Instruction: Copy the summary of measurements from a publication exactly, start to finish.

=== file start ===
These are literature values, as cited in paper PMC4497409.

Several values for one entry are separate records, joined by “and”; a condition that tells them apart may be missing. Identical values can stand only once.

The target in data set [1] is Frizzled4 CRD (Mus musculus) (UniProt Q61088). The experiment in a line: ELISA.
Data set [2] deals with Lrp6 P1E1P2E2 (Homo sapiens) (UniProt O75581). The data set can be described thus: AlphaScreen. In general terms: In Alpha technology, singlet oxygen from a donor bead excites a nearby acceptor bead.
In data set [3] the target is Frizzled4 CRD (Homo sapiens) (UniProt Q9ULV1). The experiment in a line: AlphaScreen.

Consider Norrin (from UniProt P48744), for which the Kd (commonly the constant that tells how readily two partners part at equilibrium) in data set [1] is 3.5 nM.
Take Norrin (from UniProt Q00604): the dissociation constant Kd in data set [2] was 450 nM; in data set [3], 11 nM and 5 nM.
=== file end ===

These are literature values, as cited in paper PMC4497409.

Several values for one entry are separate records, joined by “and”; a condition that tells them apart may be missing. Identical values can stand only once.

The target in data set [1] is Frizzled4 CRD (Mus musculus) (UniProt Q61088). The experiment in a line: ELISA.
Data set [2] deals with Lrp6 P1E1P2E2 (Homo sapiens) (UniProt O75581). The data set can be described thus: AlphaScreen. In general terms: In Alpha technology, singlet oxygen from a donor bead excites a nearby acceptor bead.
In data set [3] the target is Frizzled4 CRD (Homo sapiens) (UniProt Q9ULV1). The experiment in a line: AlphaScreen.

Consider Norrin (from UniProt P48744), for which the Kd (commonly the constant that tells how readily two partners part at equilibrium) in data set [1] is 3.5 nM.
Take Norrin (from UniProt Q00604): the dissociation constant Kd in data set [2] was 450 nM; in data set [3], 11 nM and 5 nM.